Go for the history and culture. Stay for the silly artwork.

With no shortage of historical and culturally significant sites, Japan’s former capital of Kyoto has, in recent years, drawn in over 8.7 million visitors annually. One of the most popular destinations in the city, which itself brings in approximately 2.7 million visitors a year, is the Fushimi Inari Shrine.

Fushimi Inari Shrine is best known for its distinctive bright red torii shrine gates, many thousands of which line the hiking trails that lead from the main shrine at the base of the mountain and snake their way up to the top. However, since foxes were said to be the messengers of the god Inari, another thing you’ll notice is the presence of foxes throughout the grounds of the shrine, from the statues at the shrine entrance, to the ema wish boards shaped like a fox’ head.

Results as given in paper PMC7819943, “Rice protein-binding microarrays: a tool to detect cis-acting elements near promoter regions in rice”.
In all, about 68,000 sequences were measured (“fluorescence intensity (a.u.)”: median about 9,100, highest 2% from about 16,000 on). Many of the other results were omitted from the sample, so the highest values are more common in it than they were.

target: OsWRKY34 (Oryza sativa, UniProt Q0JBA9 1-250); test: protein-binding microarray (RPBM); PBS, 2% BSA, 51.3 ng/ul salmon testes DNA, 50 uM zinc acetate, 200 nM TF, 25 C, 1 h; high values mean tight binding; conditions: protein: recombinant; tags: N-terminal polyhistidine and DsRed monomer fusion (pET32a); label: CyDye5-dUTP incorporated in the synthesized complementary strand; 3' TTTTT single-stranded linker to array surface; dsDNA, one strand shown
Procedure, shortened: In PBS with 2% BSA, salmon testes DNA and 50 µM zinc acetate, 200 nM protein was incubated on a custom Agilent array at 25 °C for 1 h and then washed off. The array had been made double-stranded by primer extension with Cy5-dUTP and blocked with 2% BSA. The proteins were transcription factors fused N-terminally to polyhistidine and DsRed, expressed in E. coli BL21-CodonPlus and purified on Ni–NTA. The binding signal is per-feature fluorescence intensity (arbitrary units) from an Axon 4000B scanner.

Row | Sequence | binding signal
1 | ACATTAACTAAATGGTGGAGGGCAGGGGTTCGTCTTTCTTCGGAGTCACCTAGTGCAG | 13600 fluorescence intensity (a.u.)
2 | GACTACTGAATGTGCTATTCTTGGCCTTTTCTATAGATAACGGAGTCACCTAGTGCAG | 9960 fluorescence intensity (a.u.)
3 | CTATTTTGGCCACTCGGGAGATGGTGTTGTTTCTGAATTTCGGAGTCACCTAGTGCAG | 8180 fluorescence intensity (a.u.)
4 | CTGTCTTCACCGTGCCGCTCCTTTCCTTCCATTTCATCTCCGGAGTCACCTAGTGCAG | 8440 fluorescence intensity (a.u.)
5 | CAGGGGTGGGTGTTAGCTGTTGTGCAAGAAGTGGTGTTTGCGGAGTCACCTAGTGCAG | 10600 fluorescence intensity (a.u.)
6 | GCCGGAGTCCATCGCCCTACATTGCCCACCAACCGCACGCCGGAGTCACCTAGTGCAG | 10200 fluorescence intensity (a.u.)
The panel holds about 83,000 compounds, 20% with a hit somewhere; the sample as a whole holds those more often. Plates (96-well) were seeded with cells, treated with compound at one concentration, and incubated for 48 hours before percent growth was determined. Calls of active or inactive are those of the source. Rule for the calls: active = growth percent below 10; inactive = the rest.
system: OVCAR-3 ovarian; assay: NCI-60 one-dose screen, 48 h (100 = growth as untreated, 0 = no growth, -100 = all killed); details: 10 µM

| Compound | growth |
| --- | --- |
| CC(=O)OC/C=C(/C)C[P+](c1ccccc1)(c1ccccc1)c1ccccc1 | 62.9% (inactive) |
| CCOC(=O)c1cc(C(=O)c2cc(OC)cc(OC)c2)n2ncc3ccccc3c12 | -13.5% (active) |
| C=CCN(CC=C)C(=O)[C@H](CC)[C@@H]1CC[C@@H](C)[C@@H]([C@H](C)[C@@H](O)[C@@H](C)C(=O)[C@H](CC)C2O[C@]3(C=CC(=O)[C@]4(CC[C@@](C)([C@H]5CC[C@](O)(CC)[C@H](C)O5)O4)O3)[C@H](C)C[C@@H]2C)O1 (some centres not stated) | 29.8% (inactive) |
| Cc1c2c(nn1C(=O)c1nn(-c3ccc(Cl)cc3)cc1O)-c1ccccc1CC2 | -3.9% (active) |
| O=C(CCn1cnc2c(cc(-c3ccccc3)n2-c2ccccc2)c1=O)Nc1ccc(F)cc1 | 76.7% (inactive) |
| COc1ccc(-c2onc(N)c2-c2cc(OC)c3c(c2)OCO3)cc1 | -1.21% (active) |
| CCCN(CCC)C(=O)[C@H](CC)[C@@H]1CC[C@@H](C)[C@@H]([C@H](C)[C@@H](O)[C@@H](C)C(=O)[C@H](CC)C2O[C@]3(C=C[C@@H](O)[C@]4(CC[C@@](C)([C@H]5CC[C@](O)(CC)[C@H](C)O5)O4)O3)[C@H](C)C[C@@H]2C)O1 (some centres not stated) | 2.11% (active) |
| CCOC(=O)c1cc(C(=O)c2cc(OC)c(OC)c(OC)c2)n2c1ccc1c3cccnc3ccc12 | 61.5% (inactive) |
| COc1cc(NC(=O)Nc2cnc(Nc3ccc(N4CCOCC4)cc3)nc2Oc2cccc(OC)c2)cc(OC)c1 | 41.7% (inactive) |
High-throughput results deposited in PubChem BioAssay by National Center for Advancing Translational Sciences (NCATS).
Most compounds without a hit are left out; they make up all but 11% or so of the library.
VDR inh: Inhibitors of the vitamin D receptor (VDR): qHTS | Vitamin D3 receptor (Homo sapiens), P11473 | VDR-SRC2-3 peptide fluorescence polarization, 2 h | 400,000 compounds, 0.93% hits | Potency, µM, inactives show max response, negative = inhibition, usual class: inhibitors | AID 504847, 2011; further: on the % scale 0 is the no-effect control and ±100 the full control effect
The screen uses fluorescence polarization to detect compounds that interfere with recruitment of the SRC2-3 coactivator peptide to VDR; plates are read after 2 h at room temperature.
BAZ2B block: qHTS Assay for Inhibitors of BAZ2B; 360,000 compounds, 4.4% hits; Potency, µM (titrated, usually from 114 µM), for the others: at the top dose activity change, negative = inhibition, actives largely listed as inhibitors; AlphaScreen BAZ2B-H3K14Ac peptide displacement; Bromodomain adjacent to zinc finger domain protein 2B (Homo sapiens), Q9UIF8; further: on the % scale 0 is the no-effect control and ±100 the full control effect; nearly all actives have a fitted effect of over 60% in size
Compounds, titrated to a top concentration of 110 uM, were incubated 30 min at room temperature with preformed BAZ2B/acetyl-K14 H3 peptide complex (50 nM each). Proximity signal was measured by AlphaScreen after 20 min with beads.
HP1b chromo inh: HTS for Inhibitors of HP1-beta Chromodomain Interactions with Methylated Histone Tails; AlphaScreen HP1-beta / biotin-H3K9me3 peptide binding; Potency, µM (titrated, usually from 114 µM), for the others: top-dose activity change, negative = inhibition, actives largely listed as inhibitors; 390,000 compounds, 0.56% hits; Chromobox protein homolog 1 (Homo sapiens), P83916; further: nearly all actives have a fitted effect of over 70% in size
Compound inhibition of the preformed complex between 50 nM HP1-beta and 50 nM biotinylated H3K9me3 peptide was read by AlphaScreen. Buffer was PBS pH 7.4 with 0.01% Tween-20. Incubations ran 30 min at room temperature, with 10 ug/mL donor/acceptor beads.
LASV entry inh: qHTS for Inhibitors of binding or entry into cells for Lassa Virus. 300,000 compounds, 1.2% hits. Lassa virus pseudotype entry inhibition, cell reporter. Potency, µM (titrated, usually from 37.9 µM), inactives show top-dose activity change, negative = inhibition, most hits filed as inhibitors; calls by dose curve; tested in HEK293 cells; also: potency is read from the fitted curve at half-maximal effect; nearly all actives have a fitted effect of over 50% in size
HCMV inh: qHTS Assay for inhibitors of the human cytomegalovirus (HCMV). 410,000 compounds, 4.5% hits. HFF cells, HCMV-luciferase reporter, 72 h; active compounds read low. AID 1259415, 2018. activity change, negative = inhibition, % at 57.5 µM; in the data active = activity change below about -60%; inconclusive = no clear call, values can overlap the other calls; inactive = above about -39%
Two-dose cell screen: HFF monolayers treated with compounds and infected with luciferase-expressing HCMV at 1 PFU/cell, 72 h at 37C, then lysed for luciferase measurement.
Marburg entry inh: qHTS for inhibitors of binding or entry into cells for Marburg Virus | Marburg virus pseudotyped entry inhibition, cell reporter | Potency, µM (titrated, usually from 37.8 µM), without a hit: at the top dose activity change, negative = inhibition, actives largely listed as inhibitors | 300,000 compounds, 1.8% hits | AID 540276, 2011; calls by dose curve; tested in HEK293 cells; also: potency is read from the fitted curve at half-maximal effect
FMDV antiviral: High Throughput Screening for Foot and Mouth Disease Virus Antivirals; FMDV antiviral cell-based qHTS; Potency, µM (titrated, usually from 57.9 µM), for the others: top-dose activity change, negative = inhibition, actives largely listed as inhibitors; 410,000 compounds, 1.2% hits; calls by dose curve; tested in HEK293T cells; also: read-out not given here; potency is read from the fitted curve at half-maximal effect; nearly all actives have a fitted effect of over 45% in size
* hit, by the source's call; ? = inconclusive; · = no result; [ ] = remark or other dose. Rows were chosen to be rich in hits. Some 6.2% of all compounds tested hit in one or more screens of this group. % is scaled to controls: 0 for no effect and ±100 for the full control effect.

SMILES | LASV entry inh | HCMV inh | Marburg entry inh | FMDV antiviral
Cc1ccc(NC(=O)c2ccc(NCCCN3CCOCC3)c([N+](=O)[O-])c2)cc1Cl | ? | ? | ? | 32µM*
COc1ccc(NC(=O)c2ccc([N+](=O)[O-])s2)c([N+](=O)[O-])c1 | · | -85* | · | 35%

Most shrines in Japan sell the wooden ema plaques for around 500 yen (US$4.50). One side generally features an illustrated image and the backside is left blank so a wish can be written on it. Most of the time they will be rectangular-ish in shape, but the ema at Fushimi Inari are triangular, and are painted white with little ears to resemble a fox’s head. The face is left blank, allowing for the wish-maker to also draw on a fox face of their own. Or, any other face that suits them, really.

After writing down your wish, ema are then left hanging at the shrine for the gods to come receive them. At Fushimi Inari, though, we’re pretty sure the gods also come to chuckle at all of the silly and creative faces that people draw on them.

▼ Friezox? Foxza?

When the fox is your canvas, it’s easy to let the imagination run wild.


▼ There is no shortage of genuinely impressive artistry either.

Fushimi Inari Shrine has seen a surge in popularity with foreign visitors in recent years, and with its impressive torii display contrasted by the surrounding natural beauty it’s easy to see why. If you take a trip there yourself, be sure to leave your mark with a funny fox face of your own!

Featured image: Twitter/@416mri